Theme music. It lets you know a show is starting and sets the tone of the program. And it can do more, such as affect the listener in ways beyond entertainment.
You’ve probably sung catchy theme songs such as the one from Coupling — “… But please don’t tell me perhaps, perhaps, perhaps”), but have you ever noticed feelings and sensations come up when you hear instrumental or mostly-instrumental theme music?
I hadn’t thought about it until I became conscious of the ways my body reacted and the feelings that arose when I heard particular pieces.
For example, a few nights ago I watched three episodes of Hamish Macbeth and I realized that I had the same response upon hearing the first notes during the opening credits as I did when I first saw the first episode a year or so ago: I felt a tingling sensation around my neck that spread to the top of my head and down to my knees, and as the music crescendoed, it vibrated in my chest, and it felt like every hair was standing on end. In a good way.
It’s atypical for me to have such a visceral response to theme music, but there’s something about the nature of this piece — the upbeat tempo, the layers of instrumentation, the dramatic passage leading into the coda — that electrifies me. Perhaps, on a subconscious level, it stirs my longtime desire to live in Scotland. Or, if there is such a thing as past lives, maybe it’s music that is hearkening me “home” in another time. Take a listen and see if your body reacts to it, too.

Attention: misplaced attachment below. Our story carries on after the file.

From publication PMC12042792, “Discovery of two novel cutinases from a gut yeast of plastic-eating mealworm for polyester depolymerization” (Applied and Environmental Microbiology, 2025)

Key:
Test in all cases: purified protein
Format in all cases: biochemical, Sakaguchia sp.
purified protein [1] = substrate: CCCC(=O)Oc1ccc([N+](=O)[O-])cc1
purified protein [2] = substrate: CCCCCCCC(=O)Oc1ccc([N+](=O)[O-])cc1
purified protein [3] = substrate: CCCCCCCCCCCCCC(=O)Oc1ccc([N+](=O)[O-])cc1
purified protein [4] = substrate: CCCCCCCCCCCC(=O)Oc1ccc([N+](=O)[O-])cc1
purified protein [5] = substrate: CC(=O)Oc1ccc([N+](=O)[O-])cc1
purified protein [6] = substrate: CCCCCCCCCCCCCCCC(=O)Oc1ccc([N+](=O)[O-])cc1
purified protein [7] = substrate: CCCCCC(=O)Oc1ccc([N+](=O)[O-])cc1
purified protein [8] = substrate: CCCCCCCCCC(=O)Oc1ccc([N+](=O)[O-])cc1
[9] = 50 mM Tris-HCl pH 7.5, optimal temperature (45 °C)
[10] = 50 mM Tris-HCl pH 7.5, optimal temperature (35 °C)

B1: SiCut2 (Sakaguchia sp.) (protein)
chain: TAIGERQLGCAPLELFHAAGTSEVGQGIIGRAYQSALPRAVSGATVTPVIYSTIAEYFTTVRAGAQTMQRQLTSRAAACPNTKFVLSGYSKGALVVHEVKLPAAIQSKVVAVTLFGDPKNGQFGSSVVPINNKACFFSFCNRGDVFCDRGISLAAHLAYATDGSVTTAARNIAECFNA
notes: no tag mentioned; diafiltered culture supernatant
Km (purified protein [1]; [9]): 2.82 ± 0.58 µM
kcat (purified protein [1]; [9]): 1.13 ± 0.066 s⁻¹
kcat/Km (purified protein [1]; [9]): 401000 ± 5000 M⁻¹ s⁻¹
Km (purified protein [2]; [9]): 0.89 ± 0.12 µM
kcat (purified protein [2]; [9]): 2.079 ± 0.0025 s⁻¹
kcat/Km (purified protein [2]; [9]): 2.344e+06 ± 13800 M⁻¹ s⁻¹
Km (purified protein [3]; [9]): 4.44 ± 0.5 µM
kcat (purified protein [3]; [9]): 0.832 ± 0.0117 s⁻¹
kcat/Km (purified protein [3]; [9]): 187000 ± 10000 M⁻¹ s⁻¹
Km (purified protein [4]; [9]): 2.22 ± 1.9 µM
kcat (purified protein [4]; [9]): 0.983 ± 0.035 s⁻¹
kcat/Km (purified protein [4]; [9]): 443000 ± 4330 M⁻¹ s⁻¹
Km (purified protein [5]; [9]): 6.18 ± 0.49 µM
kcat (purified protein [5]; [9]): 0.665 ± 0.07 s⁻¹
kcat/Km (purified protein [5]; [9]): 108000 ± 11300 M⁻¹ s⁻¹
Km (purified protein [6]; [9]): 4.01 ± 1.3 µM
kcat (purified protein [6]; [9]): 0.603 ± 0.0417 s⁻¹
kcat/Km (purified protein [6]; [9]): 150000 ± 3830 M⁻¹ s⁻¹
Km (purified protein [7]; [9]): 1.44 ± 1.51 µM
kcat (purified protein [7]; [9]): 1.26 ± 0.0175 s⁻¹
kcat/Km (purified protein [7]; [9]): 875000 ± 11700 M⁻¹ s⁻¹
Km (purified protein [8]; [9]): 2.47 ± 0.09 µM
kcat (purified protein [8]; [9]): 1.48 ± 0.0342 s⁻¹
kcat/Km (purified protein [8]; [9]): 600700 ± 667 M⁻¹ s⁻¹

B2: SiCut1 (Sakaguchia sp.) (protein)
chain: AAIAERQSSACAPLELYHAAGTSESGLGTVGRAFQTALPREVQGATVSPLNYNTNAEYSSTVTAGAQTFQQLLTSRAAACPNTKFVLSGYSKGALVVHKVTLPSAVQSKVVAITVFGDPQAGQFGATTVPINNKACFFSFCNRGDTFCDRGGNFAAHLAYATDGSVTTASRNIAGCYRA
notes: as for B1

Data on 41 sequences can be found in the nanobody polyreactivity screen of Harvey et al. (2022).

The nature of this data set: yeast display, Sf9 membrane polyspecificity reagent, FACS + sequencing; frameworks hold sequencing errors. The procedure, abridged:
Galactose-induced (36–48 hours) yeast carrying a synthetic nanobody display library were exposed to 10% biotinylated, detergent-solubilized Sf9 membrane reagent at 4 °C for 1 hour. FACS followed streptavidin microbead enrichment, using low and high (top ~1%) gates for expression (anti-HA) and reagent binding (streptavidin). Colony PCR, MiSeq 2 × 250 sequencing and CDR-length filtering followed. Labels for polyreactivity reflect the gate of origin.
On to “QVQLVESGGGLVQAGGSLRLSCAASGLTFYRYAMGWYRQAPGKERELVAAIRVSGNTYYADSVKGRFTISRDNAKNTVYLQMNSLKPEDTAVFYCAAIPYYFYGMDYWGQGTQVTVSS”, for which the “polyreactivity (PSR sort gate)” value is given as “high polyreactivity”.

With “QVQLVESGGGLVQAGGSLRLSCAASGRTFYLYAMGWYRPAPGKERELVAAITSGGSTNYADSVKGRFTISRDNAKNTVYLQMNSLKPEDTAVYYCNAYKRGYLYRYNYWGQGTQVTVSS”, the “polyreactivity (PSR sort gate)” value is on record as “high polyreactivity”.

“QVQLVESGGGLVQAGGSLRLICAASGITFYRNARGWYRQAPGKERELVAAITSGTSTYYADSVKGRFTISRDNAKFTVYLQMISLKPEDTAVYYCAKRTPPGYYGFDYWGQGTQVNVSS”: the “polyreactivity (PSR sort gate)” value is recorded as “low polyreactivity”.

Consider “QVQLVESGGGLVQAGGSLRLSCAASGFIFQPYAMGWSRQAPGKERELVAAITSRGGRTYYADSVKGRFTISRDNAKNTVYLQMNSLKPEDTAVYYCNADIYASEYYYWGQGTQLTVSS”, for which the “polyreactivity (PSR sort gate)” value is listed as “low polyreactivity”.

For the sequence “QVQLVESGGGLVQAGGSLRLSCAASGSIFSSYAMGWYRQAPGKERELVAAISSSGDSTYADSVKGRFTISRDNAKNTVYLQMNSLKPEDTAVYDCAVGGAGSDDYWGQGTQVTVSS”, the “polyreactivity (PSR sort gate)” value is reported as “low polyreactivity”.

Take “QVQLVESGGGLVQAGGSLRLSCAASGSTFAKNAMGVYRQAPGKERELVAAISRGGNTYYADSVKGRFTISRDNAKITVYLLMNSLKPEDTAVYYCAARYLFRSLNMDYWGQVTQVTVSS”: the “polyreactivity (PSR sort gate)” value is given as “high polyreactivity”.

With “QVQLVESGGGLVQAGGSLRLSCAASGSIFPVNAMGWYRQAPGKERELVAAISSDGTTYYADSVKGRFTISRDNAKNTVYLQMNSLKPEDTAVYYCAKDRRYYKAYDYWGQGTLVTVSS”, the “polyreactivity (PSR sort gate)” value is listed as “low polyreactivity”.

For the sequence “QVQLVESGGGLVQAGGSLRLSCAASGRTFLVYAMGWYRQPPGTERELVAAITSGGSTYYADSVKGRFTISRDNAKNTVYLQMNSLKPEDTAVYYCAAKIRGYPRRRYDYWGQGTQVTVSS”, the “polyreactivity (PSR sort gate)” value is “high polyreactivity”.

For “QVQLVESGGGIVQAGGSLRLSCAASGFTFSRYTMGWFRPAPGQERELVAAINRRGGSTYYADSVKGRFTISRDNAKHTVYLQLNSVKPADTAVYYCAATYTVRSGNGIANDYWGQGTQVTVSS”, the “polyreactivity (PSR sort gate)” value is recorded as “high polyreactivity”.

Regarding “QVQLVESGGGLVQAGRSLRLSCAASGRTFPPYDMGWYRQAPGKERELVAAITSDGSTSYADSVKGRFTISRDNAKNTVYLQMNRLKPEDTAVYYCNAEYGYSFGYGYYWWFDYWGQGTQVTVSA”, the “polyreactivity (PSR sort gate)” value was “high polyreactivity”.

The same music plays during the closing credits, and I actually read them during my last viewing and saw that music credits go to Scottish composer John Lunn. When I looked him up on imdb, I learned that he also created music for many other British TV shows and movies, a few of which are on my lists of favorites.
One of them is Downton Abbey. I find the theme music to be deep, rich, and haunting. It, too, causes a shiver from head to toe, a sensation that evokes feelings of longing and tinges of sadness, like something desired is in sight but just out of reach. Does this music stir something within you the way it does me?
Another of my favorite John-Lunn-theme-music shows is Hotel Babylon. I find the intro music to be sensual, sexy, flirty, alluring, beckoning, enticing… like the show itself. And the tingling elicited here is electric as well, but of an altogether different sort that courses through my whole body. (Ahem.) How about you?
I don’t know what makes a composer a great one or even a good one, except in how his or her music resonates with me. With regard to John Lunn, I’m familiar with a fair amount of his work given the shows I’ve watched, and for me, the three pieces mentioned here are stand-outs because they are compelling on so many levels.
If you haven’t seen one of more of these programs, I hope you’ve gotten a sense of them through their theme music and that you’ll take the opportunity to watch them when you can, because there is much to enjoy with each of them.